# Is There a Limit?

Dan Sitaru and Leo Giugiuc posed and solved the following problem involving a functional equation:

Let $f: \mathbb{R}\rightarrow [0,2]$ be a function for which, for all $x,$ $f^{2}(x-2)+f^{2}(x+2)=3.$ Study the existence of the limit $\displaystyle\lim_{x\rightarrow\infty}f(x).$

### Solution

Substitute $x+6$ for $x$:

$f^{2}(x+4)+f^{2}(x+8)=3.$

Substitute $x+2$ for $x$:

$f^{2}(x)+f^{2}(x+4)=3.$

The two equations imply $f^{2}(x+8)=f^{2}(x),$ and, since $f$ is positive valued, $f(x+8)=f(x),$ meaning that $f$ is a periodic function. A periodic function has a limit at infinity only if it is constant. If it is, $2f^{2}(x)=3$ so that $f(x)=\sqrt{3/2}$ which is also its limit at infinity. Otherwise, the limit does not exist.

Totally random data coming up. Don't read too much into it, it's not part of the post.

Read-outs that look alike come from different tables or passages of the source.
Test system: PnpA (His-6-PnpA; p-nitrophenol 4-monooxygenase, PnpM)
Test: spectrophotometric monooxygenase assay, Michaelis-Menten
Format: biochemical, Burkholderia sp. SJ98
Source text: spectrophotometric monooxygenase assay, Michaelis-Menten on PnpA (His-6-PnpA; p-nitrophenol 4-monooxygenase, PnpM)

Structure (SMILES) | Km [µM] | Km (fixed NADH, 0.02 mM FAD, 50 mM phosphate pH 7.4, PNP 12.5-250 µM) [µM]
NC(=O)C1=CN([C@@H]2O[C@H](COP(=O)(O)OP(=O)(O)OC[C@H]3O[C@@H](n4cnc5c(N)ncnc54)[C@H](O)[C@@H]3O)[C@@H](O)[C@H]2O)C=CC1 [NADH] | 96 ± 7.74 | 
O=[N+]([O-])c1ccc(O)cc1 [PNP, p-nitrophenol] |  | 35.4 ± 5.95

### Critical remarks

Several pieces of data in the problem provide no useful information, nor are specifically helpful in solving the problem. They may only serve to distract from the essence of the problem. I refer to such occurences as a red herring. The function could have been defined as $f: \mathbb{R}\rightarrow\mathbb{R}^{+},$ just a positive real valued function. That the two squares add up to $3$ is of no consequence, except for the obtaining the value of the function in case it's constant. The same holds for the two values of the function being squared and for the two values being taken at $x-2$ and $x+2.$ Here's a simplified formulation:

Let $h: \mathbb{R}\rightarrow\mathbb{R}^{+}$ be a function for which, for all $x,$ $h(x)+h(x+a)=b,$ where $a$ and $b$ are constant. Study the existence of the limit $\displaystyle\lim_{x\rightarrow\infty}h(x).$

### Solution

Substitute $x-a$ for $x$ to obtain $h(x-a)+h(x)=b,$ from which $h(x-a)=h(x+a),$ implying a period of $2h$ and, as a consequence, no limit at infinity unless $h$ is a constant. In that case, the constant value of the function and its limit is $b/2.$

For the solution of the original problem take $h(x)=f^{2}(x-2),$ $a=4,$ $b=3.$

(The problem is related to Problem 5, 1968 IMO.)